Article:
Several weeks ago, I made an analogy between a computer program and a novel. It turned out some of the techniques used to make nice stories are still true when it comes to programming. Here I continue with this analogy and show that variables are like normal people. They have an ID card that is unique. On this path, I answear to this simple question : What is a variable?
Variables are at the heart of any Matlab program. They can store anything that comes to your mind as long as it can be written in text or numbers. At the heart of any variable in Matlab is a matrix. This becomes even clearer if you start interface Matlab with C programming. In C, any Matlab variable is called a mxArray.
A variable is made of several important things which altogether constitutes its unique ID card.
- First a variable has a name. This name must be unique in memory. A variable name can be a combination of any letter (Matlab consider upper and lower case to be different letters), numbers and underscores. Please note that all variables MUST start with a letter. Surprisingly, Matlab is not as flexible as the US governement when it comes to naming your baby variable: No more than 63 letters.
- Now that you have a name to your baby. Your baby can be born. Exactly as humans can come in many colors. Variable must have a data type or class. They are many data classes. They are all drawn on the following image from Mathworks:
The most important classes of these classes are the numeric classes. These are subdivided in several floating point and integer classes. Each one of these classes store your number with a different precision (and a different associated memory size). I made a post focused on the numerical classes. The default class for numbers is double. As I said earlier, it is a very conservative choice that fits most needs.
Other interesting classes are struct and cell which I will explain entirely in a separated post, text (or char) and function handle. This last one will also requires a dedicated post. It is by far the least known of all the classes.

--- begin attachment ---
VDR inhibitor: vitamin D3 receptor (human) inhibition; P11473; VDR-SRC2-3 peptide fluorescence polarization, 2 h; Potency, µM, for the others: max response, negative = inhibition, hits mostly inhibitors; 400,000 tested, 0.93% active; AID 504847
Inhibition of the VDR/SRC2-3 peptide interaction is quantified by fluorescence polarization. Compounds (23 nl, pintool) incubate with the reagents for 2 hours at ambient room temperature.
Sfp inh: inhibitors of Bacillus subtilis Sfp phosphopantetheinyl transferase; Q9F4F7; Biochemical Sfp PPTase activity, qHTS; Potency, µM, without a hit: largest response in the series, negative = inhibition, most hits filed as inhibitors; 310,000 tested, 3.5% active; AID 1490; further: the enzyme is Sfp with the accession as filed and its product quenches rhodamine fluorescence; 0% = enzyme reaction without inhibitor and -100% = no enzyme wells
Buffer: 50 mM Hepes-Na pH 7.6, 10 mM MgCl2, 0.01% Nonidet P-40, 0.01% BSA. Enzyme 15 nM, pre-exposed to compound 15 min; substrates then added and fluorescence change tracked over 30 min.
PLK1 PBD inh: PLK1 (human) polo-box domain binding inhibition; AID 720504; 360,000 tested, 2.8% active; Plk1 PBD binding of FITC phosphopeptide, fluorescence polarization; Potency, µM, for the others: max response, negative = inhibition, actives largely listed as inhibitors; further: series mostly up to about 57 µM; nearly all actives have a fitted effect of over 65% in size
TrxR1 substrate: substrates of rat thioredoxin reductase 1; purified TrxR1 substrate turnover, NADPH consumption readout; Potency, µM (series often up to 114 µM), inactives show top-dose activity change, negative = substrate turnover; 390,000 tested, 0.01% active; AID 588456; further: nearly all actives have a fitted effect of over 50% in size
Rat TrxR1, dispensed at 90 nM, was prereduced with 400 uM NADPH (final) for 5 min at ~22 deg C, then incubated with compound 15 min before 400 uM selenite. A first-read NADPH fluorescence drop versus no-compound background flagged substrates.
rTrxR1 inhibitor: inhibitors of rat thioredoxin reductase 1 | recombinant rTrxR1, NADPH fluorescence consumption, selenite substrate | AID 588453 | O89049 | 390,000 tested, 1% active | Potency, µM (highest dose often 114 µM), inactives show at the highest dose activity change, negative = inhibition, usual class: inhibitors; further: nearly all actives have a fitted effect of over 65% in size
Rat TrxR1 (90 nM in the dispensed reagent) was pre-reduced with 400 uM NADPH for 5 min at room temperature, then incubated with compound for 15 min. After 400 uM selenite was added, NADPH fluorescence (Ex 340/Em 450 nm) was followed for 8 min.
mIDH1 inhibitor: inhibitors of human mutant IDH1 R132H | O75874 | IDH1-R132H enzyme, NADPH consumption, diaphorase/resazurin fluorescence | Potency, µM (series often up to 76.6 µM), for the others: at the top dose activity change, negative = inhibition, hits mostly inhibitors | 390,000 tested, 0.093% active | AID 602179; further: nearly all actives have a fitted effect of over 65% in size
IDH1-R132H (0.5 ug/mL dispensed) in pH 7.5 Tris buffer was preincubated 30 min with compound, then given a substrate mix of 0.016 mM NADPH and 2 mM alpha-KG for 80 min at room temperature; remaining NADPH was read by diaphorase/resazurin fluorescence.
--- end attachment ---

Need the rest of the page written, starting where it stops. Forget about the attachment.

- Now that you know the color of your futur baby variable, you need to know its size to get its ID card. Any data class is an array in Matlab. Matlab always know the size of the things it handles. So on your variable ID card is printed whether it is a 3 by 3 array or 2 by 2 by 5.
- With the size and the baby class in hand, Matlab can now decide on your variable address. Arrays needs to be contiguous block of memory in Matlab. So Matlab takes each class memory needs, multiply by the number of elements, ask the Operating System for a contiguous block of memory of this size and receive the new memory address of your baby variable. This address is stored on your variable ID card as well as the total space it occupies.
- On many ID cards, there is an addionnal field to indicate some relevant informations, like wearing glasses or contact lenses (this is usefull for Driver ID). Variables have a similar field called “Attributes” which can display a few relevant informations on the scope of the variable (global or persistent if applicable), or whether it is a sparse or complex matrix. I will come back to this field in a dedicated post as well.
To sum up, on any variable ID card, there is :
- A name
- A class
- A size
- A memory address and its associated size.
- Optionaly an attribute
Let’s put this new knowledge into practice :
X=1; Y=[2 5 12;2 23 5]; Z='Hello'; K=1+2i;
To ask for all these variable IDs is easy. Just as when you ask : “who is that?“, just type in :
whos will display the current state of memory like so :
Name Size Bytes Class Attributes
K 1×1 16 double complex
X 1×1 8 double
Y 2×3 48 double
Z 1×5 10 char
Variable in Matlab don’t like to show their actual memory address (they are protecting themself a little) but you can force them to display it using :
format debug; Y
format debug is an undocumented feature that will change your variable display to :
Structure address = 6da49f8
m = 2
n = 3
pr = 5f8a69d0
pi = 0
2 5 12
2 23 5
Here you have access to the memory address of Y. 6da49f8 is here the address of the object and 5f8a69d0 the address of the real part (pr) of this number. Since Y has no imaginary part, pi is 0.